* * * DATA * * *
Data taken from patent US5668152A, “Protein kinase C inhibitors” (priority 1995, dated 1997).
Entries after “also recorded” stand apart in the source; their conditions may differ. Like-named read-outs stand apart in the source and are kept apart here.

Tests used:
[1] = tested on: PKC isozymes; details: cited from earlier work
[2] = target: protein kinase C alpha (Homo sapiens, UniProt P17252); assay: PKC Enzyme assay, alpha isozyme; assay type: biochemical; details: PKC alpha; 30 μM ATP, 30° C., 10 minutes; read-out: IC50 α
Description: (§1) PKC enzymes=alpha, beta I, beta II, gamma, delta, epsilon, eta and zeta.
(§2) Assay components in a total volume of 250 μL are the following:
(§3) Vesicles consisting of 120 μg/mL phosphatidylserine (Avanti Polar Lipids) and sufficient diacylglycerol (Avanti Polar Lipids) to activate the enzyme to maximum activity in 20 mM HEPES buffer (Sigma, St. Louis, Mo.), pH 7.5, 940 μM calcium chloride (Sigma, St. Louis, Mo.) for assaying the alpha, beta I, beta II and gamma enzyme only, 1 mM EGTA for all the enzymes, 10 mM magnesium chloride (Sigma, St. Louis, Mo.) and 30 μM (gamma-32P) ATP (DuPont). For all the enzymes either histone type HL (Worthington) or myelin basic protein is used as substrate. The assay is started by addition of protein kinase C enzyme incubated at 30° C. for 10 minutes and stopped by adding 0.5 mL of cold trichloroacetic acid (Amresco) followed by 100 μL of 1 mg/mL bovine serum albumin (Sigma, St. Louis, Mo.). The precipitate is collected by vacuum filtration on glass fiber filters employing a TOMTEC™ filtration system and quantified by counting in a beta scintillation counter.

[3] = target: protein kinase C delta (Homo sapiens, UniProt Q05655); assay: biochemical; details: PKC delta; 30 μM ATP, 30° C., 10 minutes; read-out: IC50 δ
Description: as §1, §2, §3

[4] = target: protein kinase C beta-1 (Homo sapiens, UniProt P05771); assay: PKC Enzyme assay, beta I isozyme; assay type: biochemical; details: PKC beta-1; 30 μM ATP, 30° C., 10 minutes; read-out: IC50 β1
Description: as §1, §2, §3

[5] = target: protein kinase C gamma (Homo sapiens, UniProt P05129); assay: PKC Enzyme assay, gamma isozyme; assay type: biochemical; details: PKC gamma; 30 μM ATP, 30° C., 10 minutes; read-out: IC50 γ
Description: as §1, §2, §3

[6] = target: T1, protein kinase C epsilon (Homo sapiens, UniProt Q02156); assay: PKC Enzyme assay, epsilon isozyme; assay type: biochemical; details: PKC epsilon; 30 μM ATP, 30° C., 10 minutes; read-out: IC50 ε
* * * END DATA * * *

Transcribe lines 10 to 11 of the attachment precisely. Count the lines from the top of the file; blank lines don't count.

Description: as §1, §2, §3

[4] = target: protein kinase C beta-1 (Homo sapiens, UniProt P05771); assay: PKC Enzyme assay, beta I isozyme; assay type: biochemical; details: PKC beta-1; 30 μM ATP, 30° C., 10 minutes; read-out: IC50 β1